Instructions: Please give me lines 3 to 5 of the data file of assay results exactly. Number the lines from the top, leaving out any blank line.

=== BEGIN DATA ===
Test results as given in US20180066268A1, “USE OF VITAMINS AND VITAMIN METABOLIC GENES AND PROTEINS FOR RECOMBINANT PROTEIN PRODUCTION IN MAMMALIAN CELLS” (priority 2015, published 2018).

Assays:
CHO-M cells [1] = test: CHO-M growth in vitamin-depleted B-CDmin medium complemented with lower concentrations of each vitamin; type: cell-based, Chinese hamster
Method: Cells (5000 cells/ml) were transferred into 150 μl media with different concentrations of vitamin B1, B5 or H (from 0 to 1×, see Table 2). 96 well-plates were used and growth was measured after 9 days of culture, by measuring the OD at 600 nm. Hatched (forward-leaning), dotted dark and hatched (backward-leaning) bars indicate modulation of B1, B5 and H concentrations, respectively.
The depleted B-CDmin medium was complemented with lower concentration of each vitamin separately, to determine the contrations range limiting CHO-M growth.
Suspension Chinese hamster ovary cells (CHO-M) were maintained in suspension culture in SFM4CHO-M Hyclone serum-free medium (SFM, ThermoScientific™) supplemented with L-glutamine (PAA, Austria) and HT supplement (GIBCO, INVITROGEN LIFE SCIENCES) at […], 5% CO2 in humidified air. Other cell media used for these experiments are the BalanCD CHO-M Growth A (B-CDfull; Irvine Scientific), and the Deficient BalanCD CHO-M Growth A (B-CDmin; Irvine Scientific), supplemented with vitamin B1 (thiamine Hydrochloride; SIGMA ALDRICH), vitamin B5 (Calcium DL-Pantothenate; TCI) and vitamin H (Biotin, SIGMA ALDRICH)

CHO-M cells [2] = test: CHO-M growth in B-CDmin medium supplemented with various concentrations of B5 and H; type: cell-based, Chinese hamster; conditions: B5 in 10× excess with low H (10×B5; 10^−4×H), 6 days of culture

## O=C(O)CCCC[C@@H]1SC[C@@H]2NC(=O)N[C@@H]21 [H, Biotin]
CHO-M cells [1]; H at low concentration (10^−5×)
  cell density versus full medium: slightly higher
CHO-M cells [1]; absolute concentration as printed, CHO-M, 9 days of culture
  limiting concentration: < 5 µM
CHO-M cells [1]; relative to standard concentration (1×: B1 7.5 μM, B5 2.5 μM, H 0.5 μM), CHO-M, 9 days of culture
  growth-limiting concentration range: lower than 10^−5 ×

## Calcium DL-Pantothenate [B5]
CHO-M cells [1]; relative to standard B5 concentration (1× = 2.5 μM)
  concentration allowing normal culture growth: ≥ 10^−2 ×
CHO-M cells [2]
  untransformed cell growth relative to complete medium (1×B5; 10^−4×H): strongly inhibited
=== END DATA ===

CHO-M cells [1] = test: CHO-M growth in vitamin-depleted B-CDmin medium complemented with lower concentrations of each vitamin; type: cell-based, Chinese hamster
Method: Cells (5000 cells/ml) were transferred into 150 μl media with different concentrations of vitamin B1, B5 or H (from 0 to 1×, see Table 2). 96 well-plates were used and growth was measured after 9 days of culture, by measuring the OD at 600 nm. Hatched (forward-leaning), dotted dark and hatched (backward-leaning) bars indicate modulation of B1, B5 and H concentrations, respectively.
The depleted B-CDmin medium was complemented with lower concentration of each vitamin separately, to determine the contrations range limiting CHO-M growth.